The majority of new small businesses in this country are started by women.  Single women make up 20% of the electorate. The unemployment rate for single women is 3 percentage points higher than the general population. And reportedly, the most fought over segment of single women voters right now is the “Waitress Mom.” Blue collar single mothers who could turn out to be this election’s Reagan Democrats.

Call me naive but no politician in our lifetimes should think it’s a good idea to alienate women voters by seriously trying to overturn our right to control whether we bear children. The landscape has changed dramatically in the last 40 years. Women work, they earn more money, they lead major corporations and they are not one issue voters.  It is a shame that a decent person and excellent manager and business person like Mitt Romney, whose mother ran for the US Senate on a pro-choice candidate after a family friend experienced a horrific, illegal abortion, had to appease the small but loud group of social conservatives that have hijacked these conversations to get thru the nomination process.

That isn’t to say that some of the cavemen in Republican politics won’t keep coming up with ideas like the law that would have required women to undergo invasive sonograms before undergoing an abortion. But I would argue that this is crass politicking whose ultimate goal is to galvanize social conservatives and not to actually undo abortion rights overall. That’s why neither candidate is talking about the Supreme Court lately, which now has 4 justices over 70 and at least one who is seriously ill.  Paul Ryan did say it should be up to lawmakers and not unelected judges to decide, which was interesting.  I would say the Supreme Court should be apolitical, a collection of the brightest legal scholars who are detached from polling and politicians, and whose appointments are not subject to litmus tests.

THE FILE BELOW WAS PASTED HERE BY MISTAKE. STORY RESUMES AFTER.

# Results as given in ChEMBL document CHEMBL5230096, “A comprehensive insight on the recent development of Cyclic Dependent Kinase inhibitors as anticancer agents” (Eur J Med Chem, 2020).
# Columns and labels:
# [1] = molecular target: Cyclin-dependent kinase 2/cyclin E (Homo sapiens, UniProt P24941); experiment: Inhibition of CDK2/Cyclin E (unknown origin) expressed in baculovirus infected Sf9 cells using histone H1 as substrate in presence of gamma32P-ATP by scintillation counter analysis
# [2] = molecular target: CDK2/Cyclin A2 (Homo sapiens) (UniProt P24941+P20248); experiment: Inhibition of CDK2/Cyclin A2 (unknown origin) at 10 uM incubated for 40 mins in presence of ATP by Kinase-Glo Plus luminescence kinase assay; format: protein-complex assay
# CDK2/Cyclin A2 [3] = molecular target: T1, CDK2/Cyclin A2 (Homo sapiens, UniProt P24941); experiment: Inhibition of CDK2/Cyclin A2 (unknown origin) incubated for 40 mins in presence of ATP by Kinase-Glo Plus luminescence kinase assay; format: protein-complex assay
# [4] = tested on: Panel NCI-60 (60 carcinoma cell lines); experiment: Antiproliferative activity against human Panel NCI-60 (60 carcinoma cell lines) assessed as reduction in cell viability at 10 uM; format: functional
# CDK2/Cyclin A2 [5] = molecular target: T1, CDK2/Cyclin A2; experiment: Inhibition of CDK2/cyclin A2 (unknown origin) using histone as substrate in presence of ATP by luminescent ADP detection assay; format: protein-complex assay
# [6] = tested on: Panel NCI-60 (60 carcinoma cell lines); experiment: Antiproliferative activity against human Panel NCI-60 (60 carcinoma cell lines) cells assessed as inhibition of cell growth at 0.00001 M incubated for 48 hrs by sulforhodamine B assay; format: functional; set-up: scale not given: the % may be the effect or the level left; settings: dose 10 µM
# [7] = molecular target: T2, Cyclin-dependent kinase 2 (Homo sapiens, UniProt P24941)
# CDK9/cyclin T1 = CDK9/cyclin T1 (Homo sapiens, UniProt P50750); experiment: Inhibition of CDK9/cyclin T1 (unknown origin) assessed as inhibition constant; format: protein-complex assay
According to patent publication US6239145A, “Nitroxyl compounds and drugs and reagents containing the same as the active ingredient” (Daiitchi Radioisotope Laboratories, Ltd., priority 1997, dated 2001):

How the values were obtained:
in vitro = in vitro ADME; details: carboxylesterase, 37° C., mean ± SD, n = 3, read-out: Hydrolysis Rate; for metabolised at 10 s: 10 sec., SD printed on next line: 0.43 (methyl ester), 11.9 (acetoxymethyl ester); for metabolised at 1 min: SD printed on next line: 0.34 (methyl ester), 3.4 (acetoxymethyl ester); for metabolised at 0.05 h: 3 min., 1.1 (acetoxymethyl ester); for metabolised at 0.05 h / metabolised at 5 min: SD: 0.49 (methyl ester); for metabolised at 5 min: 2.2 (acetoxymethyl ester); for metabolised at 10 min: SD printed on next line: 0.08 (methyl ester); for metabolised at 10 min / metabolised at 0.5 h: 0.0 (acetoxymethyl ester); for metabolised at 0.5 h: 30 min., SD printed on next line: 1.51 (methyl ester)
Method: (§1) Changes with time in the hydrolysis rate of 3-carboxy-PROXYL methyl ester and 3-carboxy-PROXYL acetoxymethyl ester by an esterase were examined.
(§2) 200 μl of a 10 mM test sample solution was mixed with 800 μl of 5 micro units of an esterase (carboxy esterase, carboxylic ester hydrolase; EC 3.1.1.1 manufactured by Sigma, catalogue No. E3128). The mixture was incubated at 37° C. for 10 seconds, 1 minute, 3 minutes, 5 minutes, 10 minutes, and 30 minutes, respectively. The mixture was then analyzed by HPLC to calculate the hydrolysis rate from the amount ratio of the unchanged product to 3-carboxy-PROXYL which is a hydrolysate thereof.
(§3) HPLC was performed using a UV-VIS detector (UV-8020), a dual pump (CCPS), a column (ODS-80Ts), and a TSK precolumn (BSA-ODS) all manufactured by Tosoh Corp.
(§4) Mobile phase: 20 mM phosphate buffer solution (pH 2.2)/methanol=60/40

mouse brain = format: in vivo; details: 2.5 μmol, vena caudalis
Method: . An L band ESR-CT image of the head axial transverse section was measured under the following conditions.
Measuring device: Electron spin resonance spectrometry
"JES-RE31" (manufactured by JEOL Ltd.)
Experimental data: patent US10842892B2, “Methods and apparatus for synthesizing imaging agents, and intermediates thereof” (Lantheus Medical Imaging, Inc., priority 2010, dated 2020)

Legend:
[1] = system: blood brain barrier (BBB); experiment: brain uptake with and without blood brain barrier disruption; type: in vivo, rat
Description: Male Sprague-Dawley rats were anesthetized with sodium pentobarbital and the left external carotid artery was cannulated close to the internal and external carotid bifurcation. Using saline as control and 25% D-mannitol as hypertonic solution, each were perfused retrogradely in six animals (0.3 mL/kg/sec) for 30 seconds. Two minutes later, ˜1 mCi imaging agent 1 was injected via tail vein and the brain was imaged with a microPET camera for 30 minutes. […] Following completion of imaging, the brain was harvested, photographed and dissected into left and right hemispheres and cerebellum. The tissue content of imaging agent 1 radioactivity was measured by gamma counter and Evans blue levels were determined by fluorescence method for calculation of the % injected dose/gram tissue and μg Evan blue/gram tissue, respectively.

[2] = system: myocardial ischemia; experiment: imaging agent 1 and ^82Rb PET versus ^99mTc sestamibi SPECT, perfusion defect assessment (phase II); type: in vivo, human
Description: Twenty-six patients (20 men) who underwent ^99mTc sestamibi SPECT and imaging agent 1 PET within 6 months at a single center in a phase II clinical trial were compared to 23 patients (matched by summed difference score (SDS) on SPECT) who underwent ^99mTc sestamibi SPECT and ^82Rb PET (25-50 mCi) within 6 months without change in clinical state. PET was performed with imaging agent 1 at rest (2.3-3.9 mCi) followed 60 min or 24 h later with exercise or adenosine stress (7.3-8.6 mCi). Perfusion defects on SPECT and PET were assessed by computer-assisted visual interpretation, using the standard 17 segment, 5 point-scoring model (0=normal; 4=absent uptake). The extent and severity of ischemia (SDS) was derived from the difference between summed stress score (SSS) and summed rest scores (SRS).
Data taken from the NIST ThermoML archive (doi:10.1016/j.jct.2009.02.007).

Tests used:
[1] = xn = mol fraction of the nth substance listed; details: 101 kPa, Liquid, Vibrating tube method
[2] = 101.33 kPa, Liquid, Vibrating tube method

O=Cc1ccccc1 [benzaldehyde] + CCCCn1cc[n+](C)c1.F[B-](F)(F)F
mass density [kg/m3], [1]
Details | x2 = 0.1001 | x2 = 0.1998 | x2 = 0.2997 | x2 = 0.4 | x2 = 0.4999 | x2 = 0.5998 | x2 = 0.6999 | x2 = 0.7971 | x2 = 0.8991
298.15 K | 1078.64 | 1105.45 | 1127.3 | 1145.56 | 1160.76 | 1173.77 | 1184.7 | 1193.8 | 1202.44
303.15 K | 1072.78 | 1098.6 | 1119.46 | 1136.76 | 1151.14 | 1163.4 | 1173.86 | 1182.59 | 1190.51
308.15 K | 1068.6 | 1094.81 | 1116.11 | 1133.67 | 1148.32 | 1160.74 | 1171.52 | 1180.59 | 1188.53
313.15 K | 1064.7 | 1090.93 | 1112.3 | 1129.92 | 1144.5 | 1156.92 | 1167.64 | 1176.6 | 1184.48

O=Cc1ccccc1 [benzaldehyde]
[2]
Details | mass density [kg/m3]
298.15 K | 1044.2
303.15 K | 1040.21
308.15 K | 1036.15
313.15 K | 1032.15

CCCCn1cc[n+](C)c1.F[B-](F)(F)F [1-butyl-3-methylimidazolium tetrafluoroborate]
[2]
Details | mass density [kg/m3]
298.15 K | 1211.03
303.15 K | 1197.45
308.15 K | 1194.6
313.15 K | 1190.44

Kudos to Romney for saying he believes all women should have access to birth control. And he showed he really has worked side by side with women over the last few decades when he said, the truth is many women prefer flexible hours to higher wages. For the record, I support equal pay and birth control and am pro-choice. But none of these issues should trump the deficit and budget as the biggest concern our country has right now. I don’t think either candidate is perfect (Who is, really?) but I do not like the distortions. And that’s why I feel the need to point out that Bain Capital was ranked one of the best companies for working mothers by Working Mother magazine because of its flex time and the high number of women in top management positions.

So, did Obama pull those waitress moms back in on Tuesday night? Well, with polls leading up to Tuesday night’s debate showing only 1 in 6 voters said they were still undecided, it will be interesting to see.